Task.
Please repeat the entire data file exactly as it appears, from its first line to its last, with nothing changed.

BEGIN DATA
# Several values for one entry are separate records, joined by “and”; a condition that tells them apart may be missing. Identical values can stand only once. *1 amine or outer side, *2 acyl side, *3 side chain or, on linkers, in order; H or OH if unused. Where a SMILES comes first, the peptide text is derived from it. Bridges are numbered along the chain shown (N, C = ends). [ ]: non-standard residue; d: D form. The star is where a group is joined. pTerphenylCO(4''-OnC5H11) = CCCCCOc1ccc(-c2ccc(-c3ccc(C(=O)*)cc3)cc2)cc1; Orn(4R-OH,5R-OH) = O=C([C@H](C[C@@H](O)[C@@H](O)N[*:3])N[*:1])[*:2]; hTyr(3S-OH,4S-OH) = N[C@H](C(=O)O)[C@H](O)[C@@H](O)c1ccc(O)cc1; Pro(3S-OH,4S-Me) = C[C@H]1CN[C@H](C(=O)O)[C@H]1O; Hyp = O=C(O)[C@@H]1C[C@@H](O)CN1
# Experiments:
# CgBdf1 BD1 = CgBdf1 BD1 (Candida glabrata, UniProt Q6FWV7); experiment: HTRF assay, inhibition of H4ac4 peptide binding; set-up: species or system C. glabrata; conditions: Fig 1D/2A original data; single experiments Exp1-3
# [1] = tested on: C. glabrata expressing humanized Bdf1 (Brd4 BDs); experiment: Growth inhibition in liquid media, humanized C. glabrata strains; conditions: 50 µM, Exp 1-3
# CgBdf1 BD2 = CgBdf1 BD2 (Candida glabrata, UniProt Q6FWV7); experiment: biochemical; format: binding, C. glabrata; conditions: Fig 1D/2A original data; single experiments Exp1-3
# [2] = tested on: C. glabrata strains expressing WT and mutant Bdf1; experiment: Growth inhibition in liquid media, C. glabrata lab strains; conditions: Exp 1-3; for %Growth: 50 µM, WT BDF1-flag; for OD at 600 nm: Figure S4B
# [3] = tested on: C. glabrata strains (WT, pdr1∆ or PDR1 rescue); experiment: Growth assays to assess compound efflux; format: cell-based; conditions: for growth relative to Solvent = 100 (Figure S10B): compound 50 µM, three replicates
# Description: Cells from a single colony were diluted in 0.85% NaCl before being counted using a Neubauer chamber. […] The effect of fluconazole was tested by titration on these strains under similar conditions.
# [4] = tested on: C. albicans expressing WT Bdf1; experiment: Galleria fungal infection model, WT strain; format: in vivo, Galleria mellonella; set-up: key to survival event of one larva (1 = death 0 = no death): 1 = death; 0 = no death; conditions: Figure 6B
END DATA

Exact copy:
# Several values for one entry are separate records, joined by “and”; a condition that tells them apart may be missing. Identical values can stand only once. *1 amine or outer side, *2 acyl side, *3 side chain or, on linkers, in order; H or OH if unused. Where a SMILES comes first, the peptide text is derived from it. Bridges are numbered along the chain shown (N, C = ends). [ ]: non-standard residue; d: D form. The star is where a group is joined. pTerphenylCO(4''-OnC5H11) = CCCCCOc1ccc(-c2ccc(-c3ccc(C(=O)*)cc3)cc2)cc1; Orn(4R-OH,5R-OH) = O=C([C@H](C[C@@H](O)[C@@H](O)N[*:3])N[*:1])[*:2]; hTyr(3S-OH,4S-OH) = N[C@H](C(=O)O)[C@H](O)[C@@H](O)c1ccc(O)cc1; Pro(3S-OH,4S-Me) = C[C@H]1CN[C@H](C(=O)O)[C@H]1O; Hyp = O=C(O)[C@@H]1C[C@@H](O)CN1
# Experiments:
# CgBdf1 BD1 = CgBdf1 BD1 (Candida glabrata, UniProt Q6FWV7); experiment: HTRF assay, inhibition of H4ac4 peptide binding; set-up: species or system C. glabrata; conditions: Fig 1D/2A original data; single experiments Exp1-3
# [1] = tested on: C. glabrata expressing humanized Bdf1 (Brd4 BDs); experiment: Growth inhibition in liquid media, humanized C. glabrata strains; conditions: 50 µM, Exp 1-3
# CgBdf1 BD2 = CgBdf1 BD2 (Candida glabrata, UniProt Q6FWV7); experiment: biochemical; format: binding, C. glabrata; conditions: Fig 1D/2A original data; single experiments Exp1-3
# [2] = tested on: C. glabrata strains expressing WT and mutant Bdf1; experiment: Growth inhibition in liquid media, C. glabrata lab strains; conditions: Exp 1-3; for %Growth: 50 µM, WT BDF1-flag; for OD at 600 nm: Figure S4B
# [3] = tested on: C. glabrata strains (WT, pdr1∆ or PDR1 rescue); experiment: Growth assays to assess compound efflux; format: cell-based; conditions: for growth relative to Solvent = 100 (Figure S10B): compound 50 µM, three replicates
# Description: Cells from a single colony were diluted in 0.85% NaCl before being counted using a Neubauer chamber. […] The effect of fluconazole was tested by titration on these strains under similar conditions.
# [4] = tested on: C. albicans expressing WT Bdf1; experiment: Galleria fungal infection model, WT strain; format: in vivo, Galleria mellonella; set-up: key to survival event of one larva (1 = death 0 = no death): 1 = death; 0 = no death; conditions: Figure 6B